Many people have come up with suggestions on how to live the good life. But I think there really is a simple formula. It all boils down to three steps...
1. Decide to love unconditionally
I used to work with an organization that reached out to young people. Each week, when new students were brought in, the one thing I would say was that there was nothing they could do to earn my trust, respect, or love. People are generally told that you have to ‘earn’ someone’s trust and respect. And here I was telling them that they would never accomplish that with me. I’d then explain, “You cannot earn my trust, respect, and love because all of these possessions of mine are invaluable.” I told the students that while they could not earn them, I would freely give my trust, respect, and love to them. Then the responsibility was theirs as to whether or not they would continue to possess them or end up losing them. I told them that they could lose my trust and respect based on their actions toward themselves and others. But under no condition would I stop loving them. I choose to love unconditionally.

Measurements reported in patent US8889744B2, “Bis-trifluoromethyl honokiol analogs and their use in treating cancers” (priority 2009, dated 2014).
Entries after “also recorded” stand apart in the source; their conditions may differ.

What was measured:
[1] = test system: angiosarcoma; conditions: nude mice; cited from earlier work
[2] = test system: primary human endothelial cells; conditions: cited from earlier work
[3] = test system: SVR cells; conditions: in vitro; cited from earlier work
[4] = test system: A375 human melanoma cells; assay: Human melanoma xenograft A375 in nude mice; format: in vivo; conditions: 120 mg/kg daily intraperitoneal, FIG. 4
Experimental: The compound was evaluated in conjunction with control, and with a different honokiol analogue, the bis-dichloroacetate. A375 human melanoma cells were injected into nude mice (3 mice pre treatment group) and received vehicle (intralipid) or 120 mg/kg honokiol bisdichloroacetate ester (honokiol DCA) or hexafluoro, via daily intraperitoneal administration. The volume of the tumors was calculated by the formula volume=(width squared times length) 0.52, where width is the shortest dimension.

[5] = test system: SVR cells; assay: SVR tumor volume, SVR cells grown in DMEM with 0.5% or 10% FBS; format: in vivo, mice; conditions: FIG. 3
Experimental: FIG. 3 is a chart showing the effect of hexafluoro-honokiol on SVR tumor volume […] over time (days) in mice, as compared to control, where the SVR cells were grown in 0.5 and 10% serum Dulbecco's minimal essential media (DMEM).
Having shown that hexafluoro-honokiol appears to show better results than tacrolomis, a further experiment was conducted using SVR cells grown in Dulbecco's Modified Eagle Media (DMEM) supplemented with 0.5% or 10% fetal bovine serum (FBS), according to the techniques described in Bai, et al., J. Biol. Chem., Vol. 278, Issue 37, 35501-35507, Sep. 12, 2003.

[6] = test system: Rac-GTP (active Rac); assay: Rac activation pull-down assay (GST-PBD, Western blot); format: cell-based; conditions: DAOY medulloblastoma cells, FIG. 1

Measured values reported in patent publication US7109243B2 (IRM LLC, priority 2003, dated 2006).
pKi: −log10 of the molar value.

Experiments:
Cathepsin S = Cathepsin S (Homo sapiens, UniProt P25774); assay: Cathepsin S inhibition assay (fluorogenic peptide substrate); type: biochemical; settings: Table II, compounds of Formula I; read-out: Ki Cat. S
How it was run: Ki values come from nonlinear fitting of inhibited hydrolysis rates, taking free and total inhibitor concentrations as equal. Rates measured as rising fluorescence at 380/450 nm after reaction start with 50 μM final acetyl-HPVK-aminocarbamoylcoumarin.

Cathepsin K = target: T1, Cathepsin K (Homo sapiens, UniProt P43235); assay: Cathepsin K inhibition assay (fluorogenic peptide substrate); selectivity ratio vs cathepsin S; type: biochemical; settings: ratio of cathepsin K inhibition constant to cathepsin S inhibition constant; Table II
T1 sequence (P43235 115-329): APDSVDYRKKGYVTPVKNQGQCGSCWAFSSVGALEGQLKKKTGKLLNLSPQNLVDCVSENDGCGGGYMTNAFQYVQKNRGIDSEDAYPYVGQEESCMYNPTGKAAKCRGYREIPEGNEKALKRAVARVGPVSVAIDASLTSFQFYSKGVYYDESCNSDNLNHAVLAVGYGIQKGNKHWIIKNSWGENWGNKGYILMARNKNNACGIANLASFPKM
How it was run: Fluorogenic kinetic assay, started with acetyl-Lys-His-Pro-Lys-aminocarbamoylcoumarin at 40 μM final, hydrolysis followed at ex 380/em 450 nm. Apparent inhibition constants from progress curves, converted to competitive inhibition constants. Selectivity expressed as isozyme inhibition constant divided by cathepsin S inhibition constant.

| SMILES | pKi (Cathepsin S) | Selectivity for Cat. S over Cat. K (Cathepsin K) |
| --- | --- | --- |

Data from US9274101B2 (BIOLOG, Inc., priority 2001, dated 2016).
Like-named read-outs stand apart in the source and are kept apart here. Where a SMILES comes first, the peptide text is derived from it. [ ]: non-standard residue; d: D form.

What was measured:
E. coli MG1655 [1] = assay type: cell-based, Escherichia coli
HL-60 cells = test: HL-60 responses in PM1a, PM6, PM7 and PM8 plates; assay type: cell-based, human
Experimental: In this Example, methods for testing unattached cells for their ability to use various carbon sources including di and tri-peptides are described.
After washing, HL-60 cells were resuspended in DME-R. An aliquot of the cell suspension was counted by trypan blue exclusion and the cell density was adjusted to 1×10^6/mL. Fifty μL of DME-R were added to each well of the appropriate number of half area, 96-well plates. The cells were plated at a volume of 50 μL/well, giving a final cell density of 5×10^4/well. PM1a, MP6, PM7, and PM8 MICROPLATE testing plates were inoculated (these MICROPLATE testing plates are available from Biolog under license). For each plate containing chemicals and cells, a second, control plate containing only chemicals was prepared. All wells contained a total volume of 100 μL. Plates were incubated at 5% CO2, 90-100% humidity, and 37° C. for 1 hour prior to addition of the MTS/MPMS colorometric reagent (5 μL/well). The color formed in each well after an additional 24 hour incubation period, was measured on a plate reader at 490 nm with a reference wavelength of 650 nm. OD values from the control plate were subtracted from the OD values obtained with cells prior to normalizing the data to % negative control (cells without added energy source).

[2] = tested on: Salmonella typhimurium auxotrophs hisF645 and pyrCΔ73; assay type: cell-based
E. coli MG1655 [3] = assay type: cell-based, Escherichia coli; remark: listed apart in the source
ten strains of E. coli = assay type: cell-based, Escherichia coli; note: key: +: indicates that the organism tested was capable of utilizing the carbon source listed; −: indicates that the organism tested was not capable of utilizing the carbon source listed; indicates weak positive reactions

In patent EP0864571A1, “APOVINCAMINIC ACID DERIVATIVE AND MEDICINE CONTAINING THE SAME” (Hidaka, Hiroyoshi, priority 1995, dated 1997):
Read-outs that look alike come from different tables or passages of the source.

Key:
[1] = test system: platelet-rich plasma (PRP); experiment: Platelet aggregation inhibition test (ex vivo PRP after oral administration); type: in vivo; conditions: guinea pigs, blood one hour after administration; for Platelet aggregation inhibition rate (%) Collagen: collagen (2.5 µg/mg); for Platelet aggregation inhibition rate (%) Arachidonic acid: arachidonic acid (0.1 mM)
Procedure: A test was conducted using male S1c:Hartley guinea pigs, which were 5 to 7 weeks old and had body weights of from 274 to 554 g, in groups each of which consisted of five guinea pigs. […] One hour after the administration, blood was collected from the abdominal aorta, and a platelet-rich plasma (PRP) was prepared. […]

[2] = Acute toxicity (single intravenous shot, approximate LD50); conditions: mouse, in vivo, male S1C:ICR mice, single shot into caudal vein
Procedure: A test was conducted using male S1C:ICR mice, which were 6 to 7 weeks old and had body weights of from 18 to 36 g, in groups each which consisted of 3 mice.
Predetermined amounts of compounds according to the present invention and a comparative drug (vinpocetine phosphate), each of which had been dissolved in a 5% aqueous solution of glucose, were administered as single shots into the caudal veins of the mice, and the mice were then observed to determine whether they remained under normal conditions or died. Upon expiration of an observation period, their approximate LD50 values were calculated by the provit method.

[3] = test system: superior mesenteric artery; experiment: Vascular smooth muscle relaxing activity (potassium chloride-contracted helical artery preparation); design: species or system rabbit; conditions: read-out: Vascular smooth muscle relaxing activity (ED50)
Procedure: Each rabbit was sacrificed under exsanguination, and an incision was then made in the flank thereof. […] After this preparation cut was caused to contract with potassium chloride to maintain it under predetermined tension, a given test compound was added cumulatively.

2. Forgive easily
Walking in forgiveness is, in reality, a selfish decision. I know that sounds backwards, but the act of forgiving someone is intended to release two people – the offender AND the forgiver. Christ instructed His followers to forgive others so that they could realize forgiveness for themselves. Some people offend repeatedly and seem to do so with no regard for the impact it has on others. That’s why it’s so important to retain complete control of the decision to forgive.
3. Obey freely
There are so many laws, ordinances, and rules in place to govern our lives. At times, they seem to contradict each other. So how do we know which ones to obey? In each of us there is a ‘center line’ or an ‘inner voice’ that lets us know when things are right or wrong. The closer we stick to that line, the easier it is to know when, what, and who we are to obey. Unfortunately, if our habit has been to ignore that prompting in the past, it is often difficult to choose the right response. If we slow down and really listen, however, the right decision is always present.